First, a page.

Zimbabwe President Calls for Peace as Opposition Threatens Protest
As hundreds gathered at the National Heroes Acres in Zimbabwe’s capital, Harare, to pay tribute to the nation’s fallen heroes, President Emmerson Mnangagwa used the occasion to appeal for peace and non-violence, in light of pending demonstrations Friday, called for by the opposition Movement for Democratic Change (MDC).
“These heroes and heroines at this shrine, and others at marked and unmarked graves, both in Zimbabwe, Mozambique, Zambia, Botswana and Anglola, gave their lives to uphold this peace, this unity, freedom, justice and independence,” said Mnangagwa. “Let us honor them by dedicating ourselves to peace,” he appealed.
The planned demonstrations aim to pressure Mnangagwa and his government to rectify the economic crisis in the country, evidenced by shortages of water, electricity, fuel, cash and other necessities.
Mnangagwa has acknowledged the economic hardships gripping the country, and has said his government was working to resolve all these problems. However, he said, violence had no place in resolving the crisis.
“Violence, discord, disunity, hatred, divisions, discrimination, tribalism, regionalism, and corruption, must be rejected,” he continued.
The MDC, which challenged the results of last year’s presidential elections, claiming they were rigged, has continued to poke holes at Mnangagwa’s legitimacy, and has refused to engage him in dialogue, unless he concedes defeat.
Secretary general of the Zimbabwe National Liberation War Veterans Association (ZNLWVA) Victor Matemadanda, has criticized the MDC’s planned demonstrations, and vowed to stop them.
Matemadanda, who is also the deputy minister of defense, accused the MDC of violence, and disrespecting the country’s heroes and war veterans, by not participating in the Heroes Day festivities, though they were invited.
“They don’t see the relevance of (Heroes Day) because their agenda is different (from that the heroes who died for the country),” said Matemadanda. “We called them all and told them that this is not a day for the (Zanu-PF) party, it’s a day to celebrate the liberation of the country.”
Echoing Matemadanda’s statements, Lewis Matutu, secretary of the Zanu-PF Youth League said they were going to block the planned demonstrations so as to avoid violence.
“We saw what they did in the last demonstration – looting shops and stealing people’s things, breaking things, so we can’t allow them to do that again,” said Matutu, adding that they are not concerned that the demonstrations are sanctioned by the police.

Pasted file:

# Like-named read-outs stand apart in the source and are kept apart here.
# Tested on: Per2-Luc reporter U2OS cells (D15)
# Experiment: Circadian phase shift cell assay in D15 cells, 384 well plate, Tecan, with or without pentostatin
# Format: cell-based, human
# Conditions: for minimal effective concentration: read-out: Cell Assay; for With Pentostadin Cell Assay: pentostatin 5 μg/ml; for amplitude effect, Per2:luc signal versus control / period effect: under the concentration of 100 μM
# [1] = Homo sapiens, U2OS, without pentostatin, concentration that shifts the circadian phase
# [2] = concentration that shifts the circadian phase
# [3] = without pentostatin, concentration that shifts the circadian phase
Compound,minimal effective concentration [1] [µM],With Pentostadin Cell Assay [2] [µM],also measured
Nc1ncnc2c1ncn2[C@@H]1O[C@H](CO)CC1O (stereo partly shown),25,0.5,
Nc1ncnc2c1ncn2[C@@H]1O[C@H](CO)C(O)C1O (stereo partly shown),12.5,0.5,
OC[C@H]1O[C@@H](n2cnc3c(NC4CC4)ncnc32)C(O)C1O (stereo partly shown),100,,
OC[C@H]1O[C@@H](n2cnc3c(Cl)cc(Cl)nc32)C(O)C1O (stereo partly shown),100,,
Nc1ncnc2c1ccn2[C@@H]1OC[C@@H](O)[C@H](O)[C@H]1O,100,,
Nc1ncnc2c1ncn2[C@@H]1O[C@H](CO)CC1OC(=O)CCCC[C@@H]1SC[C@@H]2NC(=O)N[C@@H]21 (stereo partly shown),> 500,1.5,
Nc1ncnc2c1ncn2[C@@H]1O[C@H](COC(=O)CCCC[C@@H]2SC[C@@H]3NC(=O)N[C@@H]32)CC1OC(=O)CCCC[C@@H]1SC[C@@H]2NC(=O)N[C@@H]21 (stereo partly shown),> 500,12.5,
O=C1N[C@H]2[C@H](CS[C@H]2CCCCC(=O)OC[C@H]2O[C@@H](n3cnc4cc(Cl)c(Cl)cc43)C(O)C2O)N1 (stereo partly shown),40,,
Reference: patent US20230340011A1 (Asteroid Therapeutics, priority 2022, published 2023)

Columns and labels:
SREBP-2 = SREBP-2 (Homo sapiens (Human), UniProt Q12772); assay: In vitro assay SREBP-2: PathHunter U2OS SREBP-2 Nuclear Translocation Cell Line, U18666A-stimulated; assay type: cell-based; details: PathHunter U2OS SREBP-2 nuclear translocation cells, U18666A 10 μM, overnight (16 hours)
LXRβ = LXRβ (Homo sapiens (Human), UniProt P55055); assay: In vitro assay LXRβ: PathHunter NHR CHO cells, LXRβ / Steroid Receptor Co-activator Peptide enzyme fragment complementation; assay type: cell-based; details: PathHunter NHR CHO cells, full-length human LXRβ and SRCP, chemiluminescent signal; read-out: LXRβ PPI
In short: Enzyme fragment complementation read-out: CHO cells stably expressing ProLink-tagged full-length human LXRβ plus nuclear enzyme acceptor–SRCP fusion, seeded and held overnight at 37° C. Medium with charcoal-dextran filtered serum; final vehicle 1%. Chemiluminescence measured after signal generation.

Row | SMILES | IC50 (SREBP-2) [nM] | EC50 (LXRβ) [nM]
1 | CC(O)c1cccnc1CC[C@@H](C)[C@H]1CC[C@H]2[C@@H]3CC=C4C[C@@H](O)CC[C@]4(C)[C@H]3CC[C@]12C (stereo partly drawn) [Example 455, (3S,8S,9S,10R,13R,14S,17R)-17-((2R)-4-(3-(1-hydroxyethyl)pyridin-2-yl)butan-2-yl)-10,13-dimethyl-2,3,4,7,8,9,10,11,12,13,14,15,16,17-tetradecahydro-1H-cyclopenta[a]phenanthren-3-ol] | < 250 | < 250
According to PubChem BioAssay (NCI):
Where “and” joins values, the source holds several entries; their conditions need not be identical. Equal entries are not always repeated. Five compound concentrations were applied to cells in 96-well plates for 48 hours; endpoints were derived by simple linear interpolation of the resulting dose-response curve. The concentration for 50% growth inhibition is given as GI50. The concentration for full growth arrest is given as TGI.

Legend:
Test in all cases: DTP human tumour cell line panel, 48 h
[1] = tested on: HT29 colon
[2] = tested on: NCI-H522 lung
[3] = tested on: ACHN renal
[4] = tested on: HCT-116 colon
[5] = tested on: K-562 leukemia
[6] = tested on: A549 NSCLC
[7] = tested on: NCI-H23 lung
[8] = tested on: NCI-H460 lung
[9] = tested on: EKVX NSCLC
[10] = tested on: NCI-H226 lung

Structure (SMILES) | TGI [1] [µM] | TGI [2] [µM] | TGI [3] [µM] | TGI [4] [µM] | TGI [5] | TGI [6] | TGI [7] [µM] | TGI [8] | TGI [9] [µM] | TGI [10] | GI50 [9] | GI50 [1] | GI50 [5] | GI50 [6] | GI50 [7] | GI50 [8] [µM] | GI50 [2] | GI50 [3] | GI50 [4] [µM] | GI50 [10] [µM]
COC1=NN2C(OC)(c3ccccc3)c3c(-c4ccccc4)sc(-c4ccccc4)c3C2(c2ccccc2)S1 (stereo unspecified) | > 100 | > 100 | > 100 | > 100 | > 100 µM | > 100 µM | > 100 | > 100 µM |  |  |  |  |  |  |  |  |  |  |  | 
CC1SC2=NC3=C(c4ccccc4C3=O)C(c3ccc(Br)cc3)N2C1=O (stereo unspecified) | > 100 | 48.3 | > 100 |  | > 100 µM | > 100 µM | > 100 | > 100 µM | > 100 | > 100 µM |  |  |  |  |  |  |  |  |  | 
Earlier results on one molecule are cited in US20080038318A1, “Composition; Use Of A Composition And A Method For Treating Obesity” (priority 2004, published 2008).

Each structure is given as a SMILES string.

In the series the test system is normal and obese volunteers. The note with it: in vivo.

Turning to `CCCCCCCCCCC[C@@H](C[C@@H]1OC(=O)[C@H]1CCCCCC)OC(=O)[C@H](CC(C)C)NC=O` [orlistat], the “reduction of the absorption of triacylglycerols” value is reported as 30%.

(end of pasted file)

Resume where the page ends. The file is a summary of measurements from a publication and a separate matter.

“It doesn’t matter what the police have said, because we are not the police,”said Matutu. “That is for the government and security sector to worry about. Our interest is to make sure that the power we have as Zanu-PF is protected,” said Matutu.
However, MDC spokesperson Daniel Molokele dismissed Matemadanda and Matutu’s threats to disrupt the demonstrations, promising that they will continue as planned, because the constitution gives them that right.
“As the MDC party, we are following the Constitution – Section 59 – which says that every Zimbabwean citizen has a right to demonstrate and hold peaceful petitions. That is what we will do on Friday,” said Molokele. “We are going ahead with our plans to hold a demonstration in Harare, on Friday,” Molokele said, and added that Zanu-PF was free to hold its own demonstrations under the same constitutional protection.a
Mnangagwa however warned that while his government respects human rights, citizens should not violate or abuse the rights of others.
Mnangagwa, officiating over the Heroes Day event for the first time as president after taking over power from longtime leader President Robert Mugabe, who had officiated over the events for 37-years, also praised the Zimbabwe Anti-Corruption Commission for reigning in corruption by arresting those found to be guilty, including officials in his government.
On the celebrations to mark Hero’s Day, which was observed under the theme, “Let We Forget,” Mnangagwa stressed the importance of mainting peace in the country, which he said was what the war of liberation was fought for,.
Mnangagwa also said his government was not backtracking on the issue of land, but acknowledged that a major task for the government was to ensure that electricity was available to farmers on a regular basis, so they could do their work properly.